I believe it is worth noting this book is a definite reread for the future. While the audiobook is one of the best I have ever listened to, I feel I cI believe it is worth noting this book is a definite reread for the future. While the audiobook is one of the best I have ever listened to, I feel I could have better immersed myself in the story and its many characters had I been reading from the page. Multi-tasking works well with audiobooks, but sometimes (for me) it doesn't allow for the connection necessary for the full impact of an author's voice. That being said, I couldn't get over the quiet calmness and urgency of the book. It begged to be heard and understood in is many complexities. My mind is not well versed in the realm of heavily driven scientific fiction (or non-fiction) and I could sense my brain stretching to accommodate all the knowledge here. Many thought provoking ideas brought to light and historical elements that urge for further reading and research. The audiobook is excellent because it lends so well to the distinction and personality of the voices Louisa Hall has written here. *Three cheers for multiple narrators and their amazing talents!*
“I fretted so much about my earthly interactions that I had very few interactions to speak of.” ~Louisa Hall...more
Actual rating: 2.5 I have so many thoughts about this book and unfortunately not all of them are good. I may come back and write them down, but perhapsActual rating: 2.5 I have so many thoughts about this book and unfortunately not all of them are good. I may come back and write them down, but perhaps not. I wanted to like it, but yeah......more
This whimsical children's book is a great addition to my collection. Janet Hill's oil paintings are hard to take my eyes away from. While the story isThis whimsical children's book is a great addition to my collection. Janet Hill's oil paintings are hard to take my eyes away from. While the story is short and sweet, the pictures will keep you busy, pointing out all the little details. Dog lovers and readers with a taste for French countryside will love this book! Time for me to become a governess for dogs in France *wink*....more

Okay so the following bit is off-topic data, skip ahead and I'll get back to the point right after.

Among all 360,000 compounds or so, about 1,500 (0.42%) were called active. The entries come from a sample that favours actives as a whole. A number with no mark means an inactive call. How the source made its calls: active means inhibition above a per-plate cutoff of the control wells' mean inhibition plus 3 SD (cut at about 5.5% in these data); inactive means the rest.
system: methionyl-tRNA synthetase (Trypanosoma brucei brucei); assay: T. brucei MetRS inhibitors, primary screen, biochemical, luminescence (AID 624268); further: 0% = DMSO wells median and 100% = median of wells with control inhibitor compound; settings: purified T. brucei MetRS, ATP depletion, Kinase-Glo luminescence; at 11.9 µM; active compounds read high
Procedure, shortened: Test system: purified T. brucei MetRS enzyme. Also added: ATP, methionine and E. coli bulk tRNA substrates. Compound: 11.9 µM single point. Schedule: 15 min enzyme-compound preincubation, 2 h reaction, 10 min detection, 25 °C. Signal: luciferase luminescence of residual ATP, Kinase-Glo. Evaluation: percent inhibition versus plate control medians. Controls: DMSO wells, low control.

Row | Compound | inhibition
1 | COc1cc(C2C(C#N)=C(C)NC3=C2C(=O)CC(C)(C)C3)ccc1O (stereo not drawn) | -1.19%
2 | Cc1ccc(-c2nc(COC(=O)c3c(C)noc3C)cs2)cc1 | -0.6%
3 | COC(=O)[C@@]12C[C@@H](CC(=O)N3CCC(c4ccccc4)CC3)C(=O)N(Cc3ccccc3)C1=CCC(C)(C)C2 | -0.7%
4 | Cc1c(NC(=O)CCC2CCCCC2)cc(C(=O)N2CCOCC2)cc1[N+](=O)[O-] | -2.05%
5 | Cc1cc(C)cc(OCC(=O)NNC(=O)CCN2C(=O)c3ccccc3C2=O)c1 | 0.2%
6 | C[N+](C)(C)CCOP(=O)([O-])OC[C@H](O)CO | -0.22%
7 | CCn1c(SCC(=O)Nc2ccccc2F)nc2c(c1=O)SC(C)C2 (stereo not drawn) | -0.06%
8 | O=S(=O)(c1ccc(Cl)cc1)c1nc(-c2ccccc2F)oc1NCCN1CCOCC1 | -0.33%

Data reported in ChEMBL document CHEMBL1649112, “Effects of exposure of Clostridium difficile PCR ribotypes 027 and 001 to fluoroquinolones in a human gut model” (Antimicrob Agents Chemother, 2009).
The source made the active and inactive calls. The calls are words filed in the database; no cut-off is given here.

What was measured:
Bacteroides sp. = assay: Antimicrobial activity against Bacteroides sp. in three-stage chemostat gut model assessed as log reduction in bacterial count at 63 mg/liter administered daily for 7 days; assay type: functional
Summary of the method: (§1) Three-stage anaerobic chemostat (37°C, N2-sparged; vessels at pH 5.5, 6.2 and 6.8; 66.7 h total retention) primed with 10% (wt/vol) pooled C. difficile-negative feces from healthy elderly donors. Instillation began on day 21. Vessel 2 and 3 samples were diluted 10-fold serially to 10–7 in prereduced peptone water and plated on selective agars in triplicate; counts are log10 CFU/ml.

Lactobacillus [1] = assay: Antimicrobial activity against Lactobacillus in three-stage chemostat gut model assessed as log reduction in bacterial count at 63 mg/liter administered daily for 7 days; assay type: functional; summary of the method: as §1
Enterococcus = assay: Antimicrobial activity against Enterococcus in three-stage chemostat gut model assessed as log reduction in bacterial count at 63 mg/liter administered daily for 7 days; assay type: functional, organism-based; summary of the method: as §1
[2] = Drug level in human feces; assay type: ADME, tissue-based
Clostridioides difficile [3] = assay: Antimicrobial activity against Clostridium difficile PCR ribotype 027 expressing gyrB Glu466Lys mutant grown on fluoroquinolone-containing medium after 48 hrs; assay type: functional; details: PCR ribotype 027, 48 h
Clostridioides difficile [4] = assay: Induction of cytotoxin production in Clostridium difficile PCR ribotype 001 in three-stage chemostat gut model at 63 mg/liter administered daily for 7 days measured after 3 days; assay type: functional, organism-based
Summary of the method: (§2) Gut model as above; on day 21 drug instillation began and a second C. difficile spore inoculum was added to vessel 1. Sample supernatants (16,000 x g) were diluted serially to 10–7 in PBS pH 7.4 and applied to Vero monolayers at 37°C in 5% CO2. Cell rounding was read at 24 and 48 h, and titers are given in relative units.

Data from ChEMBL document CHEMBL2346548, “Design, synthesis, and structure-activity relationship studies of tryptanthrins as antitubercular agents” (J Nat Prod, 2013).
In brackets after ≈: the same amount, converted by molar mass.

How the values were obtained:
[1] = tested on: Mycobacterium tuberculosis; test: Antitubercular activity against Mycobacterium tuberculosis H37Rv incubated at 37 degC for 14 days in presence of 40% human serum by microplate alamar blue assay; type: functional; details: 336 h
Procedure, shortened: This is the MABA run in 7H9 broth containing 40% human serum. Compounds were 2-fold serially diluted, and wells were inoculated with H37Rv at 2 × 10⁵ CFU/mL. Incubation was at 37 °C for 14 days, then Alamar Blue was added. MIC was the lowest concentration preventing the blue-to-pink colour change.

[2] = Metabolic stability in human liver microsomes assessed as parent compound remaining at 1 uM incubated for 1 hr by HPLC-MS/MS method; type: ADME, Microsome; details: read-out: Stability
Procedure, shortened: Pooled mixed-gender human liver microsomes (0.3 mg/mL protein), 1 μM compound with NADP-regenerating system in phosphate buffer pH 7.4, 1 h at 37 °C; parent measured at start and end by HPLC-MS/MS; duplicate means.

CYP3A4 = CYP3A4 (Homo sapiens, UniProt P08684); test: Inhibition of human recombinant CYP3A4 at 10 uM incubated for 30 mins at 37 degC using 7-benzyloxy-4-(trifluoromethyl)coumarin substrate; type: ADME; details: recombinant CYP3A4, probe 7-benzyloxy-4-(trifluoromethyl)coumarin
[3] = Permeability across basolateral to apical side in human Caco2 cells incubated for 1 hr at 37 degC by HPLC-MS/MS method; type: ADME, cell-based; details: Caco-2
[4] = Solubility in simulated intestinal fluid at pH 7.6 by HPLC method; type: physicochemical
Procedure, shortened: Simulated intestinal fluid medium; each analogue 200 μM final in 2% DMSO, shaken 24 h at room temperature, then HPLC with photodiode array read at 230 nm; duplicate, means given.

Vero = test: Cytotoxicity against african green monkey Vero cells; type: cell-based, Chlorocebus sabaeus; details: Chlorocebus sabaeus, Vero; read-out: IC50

I can't quite justify a rating that goes beyond a 3-star. Call me a prude, I don't care, but my conscience will nOh my God--you're a soulless pervert!
I can't quite justify a rating that goes beyond a 3-star. Call me a prude, I don't care, but my conscience will not allow me. I liken this book to an actor portraying a terrible character so well you end your viewing experience having difficulties separating the character from the actor. This has happened to me, a near irreversible stigma is formed from that one film for that poor actor. When in reality I should (or we) be congratulating them on a performance so convincing as to cause hatred. That reaction/scenario is THIS BOOK. I don't hate the author, but the phrase mindf--- does seem apt. The above quote is the epitome of this book and I suppose one of our only consolations, as the reader, is that Celeste realizes it. However, the other side of this is she basks in her damnation like a pig on muddy holiday. She doesn't bother with excuses, except for when it serves the furthering of her day to day life, but to the reader her narration serves as a sort of "THIS IS ME and AIN'T IT GRAND HOW OPEN (and by open I mean comfortable I am in my own skin) I CAN BE WITH YOU." *shakes head in disgust* *deep disgust*
...a hardened scrap of pizza curst, a relic that held the small and perfectly imperfect indentions of Jack's bite marks, his right incisor slightly askew. I had the urge to place this inside my purse as well; the prop of something his supple mouth had gnawed upon might come in handy in the days ahead if Jack chose to be upset with me and I had to fantasize about his lips.
I described this book to my sister as Lolita on crack, but perhaps it is better to say Lolita was handed a fish bowl of various drugs and decided what the hell, " 'yolo' Let's try them all!" I applaud Alissa Nutting's ability to write such an abhorrent human being on the page, to so vividly (lewdly) capture a person that very well could live outside our door.